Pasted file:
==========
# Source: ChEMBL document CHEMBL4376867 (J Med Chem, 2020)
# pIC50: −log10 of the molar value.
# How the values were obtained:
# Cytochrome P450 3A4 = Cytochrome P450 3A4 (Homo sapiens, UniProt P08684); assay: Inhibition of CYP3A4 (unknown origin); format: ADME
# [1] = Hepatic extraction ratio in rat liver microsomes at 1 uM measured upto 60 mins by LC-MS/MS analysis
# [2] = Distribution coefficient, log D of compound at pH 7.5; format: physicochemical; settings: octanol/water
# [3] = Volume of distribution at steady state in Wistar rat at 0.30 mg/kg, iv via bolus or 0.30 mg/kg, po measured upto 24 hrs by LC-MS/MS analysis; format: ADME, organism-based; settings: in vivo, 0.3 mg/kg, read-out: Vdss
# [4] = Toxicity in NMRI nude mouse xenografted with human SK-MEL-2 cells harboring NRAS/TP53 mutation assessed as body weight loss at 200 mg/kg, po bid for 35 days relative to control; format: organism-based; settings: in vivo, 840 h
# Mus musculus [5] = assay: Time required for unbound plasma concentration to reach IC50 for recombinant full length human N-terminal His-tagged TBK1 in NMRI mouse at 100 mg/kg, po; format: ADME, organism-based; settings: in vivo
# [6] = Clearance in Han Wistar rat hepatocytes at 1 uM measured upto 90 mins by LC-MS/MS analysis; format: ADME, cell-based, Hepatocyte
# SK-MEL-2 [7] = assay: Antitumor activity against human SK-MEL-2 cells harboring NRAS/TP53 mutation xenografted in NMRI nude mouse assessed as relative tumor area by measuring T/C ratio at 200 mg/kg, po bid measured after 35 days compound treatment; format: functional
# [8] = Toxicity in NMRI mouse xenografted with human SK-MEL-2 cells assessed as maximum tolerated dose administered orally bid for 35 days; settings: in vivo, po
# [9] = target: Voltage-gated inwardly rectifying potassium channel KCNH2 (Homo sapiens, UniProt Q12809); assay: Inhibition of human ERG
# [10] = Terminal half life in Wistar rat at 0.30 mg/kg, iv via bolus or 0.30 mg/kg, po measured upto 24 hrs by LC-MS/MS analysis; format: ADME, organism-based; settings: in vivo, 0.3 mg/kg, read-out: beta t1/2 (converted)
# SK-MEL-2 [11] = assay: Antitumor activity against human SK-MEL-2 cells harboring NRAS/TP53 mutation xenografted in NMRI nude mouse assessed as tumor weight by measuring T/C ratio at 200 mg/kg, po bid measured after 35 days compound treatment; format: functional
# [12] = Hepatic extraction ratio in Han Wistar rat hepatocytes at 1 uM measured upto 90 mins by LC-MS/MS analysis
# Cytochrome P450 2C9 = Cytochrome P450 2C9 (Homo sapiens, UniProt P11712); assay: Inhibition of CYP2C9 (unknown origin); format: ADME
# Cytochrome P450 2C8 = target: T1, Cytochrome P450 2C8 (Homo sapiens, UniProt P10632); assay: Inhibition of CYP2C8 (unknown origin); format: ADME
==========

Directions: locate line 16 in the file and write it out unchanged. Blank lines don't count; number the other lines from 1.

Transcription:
# [12] = Hepatic extraction ratio in Han Wistar rat hepatocytes at 1 uM measured upto 90 mins by LC-MS/MS analysis